Brood XIV populations bordering Brood X may sometimes be mistaken for populations of Brood X because the broods share boundaries, are offset by four years, and four-year early or late stragglers from either brood could easily be attributed to the wrong brood (see Lloyd and White 1976). Brood X exists in four distinct patches: 1) A large, central patch extending form northeast Georgia to southern Ohio; 2) A smaller patch in central Pennsylvania; 3) Populations on Long Island; and 4) Populations on Cape Cod. In Ohio, populations of Broods VI, X, and XIV are closely associated, and local populations may be switching from one brood schedule to another (see Kritsky 1992, Kritsky and Young 1992, Kritsky et al. 2009). Both Long Island and Cape Cod populations are unusual for their occurrence on sandy soil.
Cooley, J. R., G. Kritsky, M. D. Edwards, J. D. Zyla, D. C. Marshall, K. B. R. Hill, G. J. Bunker, M. L. Neckermann, and C. Simon. 2011. Periodical cicadas (Magicicada spp.): The distribution of Broods XIV in 2008 and “XV” in 2009. The American Entomologist 57:144-151.
Kritsky, G. 1992. The 1991 emergence of the Periodical Cicadas (Homoptera: Cicadidae: Magicicada spp.: Brood XIV) in Ohio. Ohio Journal Of Science 92:38-39.
Kritsky, G., A. Hoelmer, M. Noble, and R. Troutman. 2009. Observations on periodical cicadas (Brood XIV) in Indiana and Ohio in 2008 (Hemiptera: Cicadidae: Magicicada spp.). Proceedings of the Indiana Academy of Sciences 118:83-87.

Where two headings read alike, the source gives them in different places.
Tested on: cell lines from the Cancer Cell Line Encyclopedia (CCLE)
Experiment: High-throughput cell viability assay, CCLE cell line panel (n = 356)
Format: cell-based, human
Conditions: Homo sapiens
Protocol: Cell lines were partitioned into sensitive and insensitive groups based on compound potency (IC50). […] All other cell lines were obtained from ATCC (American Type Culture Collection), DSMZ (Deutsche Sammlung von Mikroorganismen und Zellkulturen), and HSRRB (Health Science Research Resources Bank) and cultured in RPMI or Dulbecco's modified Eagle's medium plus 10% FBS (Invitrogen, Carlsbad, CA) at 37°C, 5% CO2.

Kritsky, G., and F. N. Young. 1992. Observations on periodical cicadas (Brood XIV) in Indiana in 1991 (Homoptera: Cicadidae). Proceedings of the Indiana Academy of Sciences 101:59-61.
Lloyd, M., and J. A. White. 1976. Sympatry of Periodical Cicada Broods and the Hypothetical Four-Year Acceleration. Evolution 30:786-801.
Marlatt, C. L. 1923. The Periodical Cicada. United States Department of Agriculture, Bureau of Entomology Bulletin 71:1-183.
Simon, C. and Lloyd, M. 1982. Disjunct synchronic population of 17-year periodical cicadas: Relicts or evidence of polyphyly? Journal of the New York Entomological Society, 110, 275-301.
Simon, C. 1988. Evolution of 13- and 17-year periodical cicadas. Bulletin of the Entomological Society of America 34:163-176.